Burglaries may get 'lighter approach' as police chief admits staff at breaking point

19 September 2017, 23:27

One of Britain's biggest police forces is warning it has reached tipping point due to financial pressures and an ever-increasing workload.

The Chief Constable of Avon and Somerset Police admitted that crimes such as burglaries may no longer be treated as a priority because of increasing demands from mental health patients, missing people and the threat of online extremism.

Talking about the budget cuts, Chief Constable Andy Marsh told Sky News: "The number of officers in neighbourhood policing will be affected.

"There will be even less patrols by officers. Those things are all in jeopardy.

"One of the impacts is that in prioritising people's safety by attending to incidents like domestic violence, for crimes such as burglary and vehicle thefts we will have to take a lighter approach."

He added: "Officers want the best. They're in policing to make a difference, but they're stretched to breaking point. They're not getting their days off, annual leave when they want it, so they're under huge strain."

Around 40% of the Avon and Somerset force have sought professional help for stress.

PC Jay Harvey is one of those: he often works well over his hours for a team that is understaffed in Weston-super-Mare.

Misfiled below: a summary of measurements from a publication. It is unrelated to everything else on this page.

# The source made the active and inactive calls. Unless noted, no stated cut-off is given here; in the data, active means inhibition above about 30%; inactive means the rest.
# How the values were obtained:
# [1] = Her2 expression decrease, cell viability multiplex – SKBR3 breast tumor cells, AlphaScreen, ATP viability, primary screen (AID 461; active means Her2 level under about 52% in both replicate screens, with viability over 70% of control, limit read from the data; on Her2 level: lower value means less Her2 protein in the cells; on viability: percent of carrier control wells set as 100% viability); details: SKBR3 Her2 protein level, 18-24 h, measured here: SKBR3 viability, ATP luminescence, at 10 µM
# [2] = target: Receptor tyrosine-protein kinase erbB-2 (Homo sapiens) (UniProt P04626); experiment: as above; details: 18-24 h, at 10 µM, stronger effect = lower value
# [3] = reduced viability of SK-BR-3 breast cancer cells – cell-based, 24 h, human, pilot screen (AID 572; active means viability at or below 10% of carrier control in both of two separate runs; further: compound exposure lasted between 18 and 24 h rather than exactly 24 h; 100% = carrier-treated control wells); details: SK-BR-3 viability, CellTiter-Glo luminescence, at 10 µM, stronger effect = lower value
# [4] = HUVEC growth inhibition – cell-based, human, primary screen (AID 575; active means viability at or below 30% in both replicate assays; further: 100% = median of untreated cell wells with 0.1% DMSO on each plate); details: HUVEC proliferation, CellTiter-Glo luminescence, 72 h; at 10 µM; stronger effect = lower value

PC Harvey told Sky News: "It is very draining, going to mental health jobs, different incidents, especially traumatic ones.

"It does have an impact on us. I've noticed it in colleagues, I've noticed it in myself... I'm not afraid to say that I've sought counselling for one particular job that caused me a lot of stress. I've got no shame in saying that."

In Weston-super-Mare, the police emergency response team is clearly under pressure.

In a three-hour period, there are three call-outs, all to patients with mental health issues.

Comforting and reassuring them is a slow and time consuming process, meaning often there are no resources left for officers to provide a presence on the streets.

The threat of extremism is also placing huge amounts of pressure on police forces up and down the country, which are already having to make millions of pounds of savings.

The Dorset police force is facing a possible merger with neighbouring Devon and Cornwall, while earlier this year a detective inspector in the Midlands warned that many officers there were contemplating suicide because of the strain they were under.

The Government said: "We protected overall police spending in real terms since the 2015 Spending Review, with Avon and Somerset Police receiving £4.5m more in total direct resources funding this year compared with 2015-16, and we have announced additional funding for counter-terrorism policing."

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